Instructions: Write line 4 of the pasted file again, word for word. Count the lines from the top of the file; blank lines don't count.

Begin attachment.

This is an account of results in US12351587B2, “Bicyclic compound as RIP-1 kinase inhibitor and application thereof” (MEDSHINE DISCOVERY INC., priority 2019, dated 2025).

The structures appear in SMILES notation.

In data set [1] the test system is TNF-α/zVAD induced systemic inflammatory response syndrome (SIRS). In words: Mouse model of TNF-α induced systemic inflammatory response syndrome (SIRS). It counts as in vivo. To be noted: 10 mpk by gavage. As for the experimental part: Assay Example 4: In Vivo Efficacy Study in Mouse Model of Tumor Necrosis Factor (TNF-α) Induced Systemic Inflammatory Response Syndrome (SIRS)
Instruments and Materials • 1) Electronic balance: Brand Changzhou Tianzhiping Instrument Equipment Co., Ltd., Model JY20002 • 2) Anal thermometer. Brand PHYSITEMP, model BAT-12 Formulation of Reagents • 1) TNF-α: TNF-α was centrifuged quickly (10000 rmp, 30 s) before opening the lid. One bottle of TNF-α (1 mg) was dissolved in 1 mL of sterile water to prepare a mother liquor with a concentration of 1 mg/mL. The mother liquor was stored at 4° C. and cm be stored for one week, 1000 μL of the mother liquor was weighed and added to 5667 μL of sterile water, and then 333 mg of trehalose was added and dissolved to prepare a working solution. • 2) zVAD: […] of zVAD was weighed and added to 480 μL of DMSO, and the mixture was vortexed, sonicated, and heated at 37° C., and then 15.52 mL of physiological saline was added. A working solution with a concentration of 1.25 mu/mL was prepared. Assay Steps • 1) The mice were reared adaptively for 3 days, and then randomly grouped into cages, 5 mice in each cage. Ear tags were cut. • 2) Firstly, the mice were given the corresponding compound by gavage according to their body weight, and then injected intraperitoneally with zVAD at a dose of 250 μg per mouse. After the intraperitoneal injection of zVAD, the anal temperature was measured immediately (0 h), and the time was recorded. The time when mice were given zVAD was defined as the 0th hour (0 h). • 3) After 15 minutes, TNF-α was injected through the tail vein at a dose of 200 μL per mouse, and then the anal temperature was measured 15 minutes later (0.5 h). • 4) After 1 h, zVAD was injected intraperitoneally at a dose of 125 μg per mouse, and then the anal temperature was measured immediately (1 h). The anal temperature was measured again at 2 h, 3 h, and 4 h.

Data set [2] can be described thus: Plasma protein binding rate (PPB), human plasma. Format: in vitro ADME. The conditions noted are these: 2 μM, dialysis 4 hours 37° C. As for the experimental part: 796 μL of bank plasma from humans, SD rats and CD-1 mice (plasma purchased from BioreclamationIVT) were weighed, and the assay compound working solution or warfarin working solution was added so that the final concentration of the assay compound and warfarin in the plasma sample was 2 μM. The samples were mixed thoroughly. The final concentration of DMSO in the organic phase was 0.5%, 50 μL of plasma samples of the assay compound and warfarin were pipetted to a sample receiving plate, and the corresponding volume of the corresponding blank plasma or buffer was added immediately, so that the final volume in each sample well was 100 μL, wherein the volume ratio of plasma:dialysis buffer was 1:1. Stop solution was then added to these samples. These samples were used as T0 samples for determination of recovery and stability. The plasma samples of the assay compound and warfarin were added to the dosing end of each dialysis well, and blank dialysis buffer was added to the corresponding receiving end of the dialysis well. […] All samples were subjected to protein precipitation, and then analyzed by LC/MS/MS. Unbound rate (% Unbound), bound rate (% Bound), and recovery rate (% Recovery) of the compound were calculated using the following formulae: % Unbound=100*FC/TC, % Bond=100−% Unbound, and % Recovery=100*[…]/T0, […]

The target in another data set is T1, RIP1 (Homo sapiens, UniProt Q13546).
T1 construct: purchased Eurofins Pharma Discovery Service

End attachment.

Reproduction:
Instruments and Materials • 1) Electronic balance: Brand Changzhou Tianzhiping Instrument Equipment Co., Ltd., Model JY20002 • 2) Anal thermometer. Brand PHYSITEMP, model BAT-12 Formulation of Reagents • 1) TNF-α: TNF-α was centrifuged quickly (10000 rmp, 30 s) before opening the lid. One bottle of TNF-α (1 mg) was dissolved in 1 mL of sterile water to prepare a mother liquor with a concentration of 1 mg/mL. The mother liquor was stored at 4° C. and cm be stored for one week, 1000 μL of the mother liquor was weighed and added to 5667 μL of sterile water, and then 333 mg of trehalose was added and dissolved to prepare a working solution. • 2) zVAD: […] of zVAD was weighed and added to 480 μL of DMSO, and the mixture was vortexed, sonicated, and heated at 37° C., and then 15.52 mL of physiological saline was added. A working solution with a concentration of 1.25 mu/mL was prepared. Assay Steps • 1) The mice were reared adaptively for 3 days, and then randomly grouped into cages, 5 mice in each cage. Ear tags were cut. • 2) Firstly, the mice were given the corresponding compound by gavage according to their body weight, and then injected intraperitoneally with zVAD at a dose of 250 μg per mouse. After the intraperitoneal injection of zVAD, the anal temperature was measured immediately (0 h), and the time was recorded. The time when mice were given zVAD was defined as the 0th hour (0 h). • 3) After 15 minutes, TNF-α was injected through the tail vein at a dose of 200 μL per mouse, and then the anal temperature was measured 15 minutes later (0.5 h). • 4) After 1 h, zVAD was injected intraperitoneally at a dose of 125 μg per mouse, and then the anal temperature was measured immediately (1 h). The anal temperature was measured again at 2 h, 3 h, and 4 h.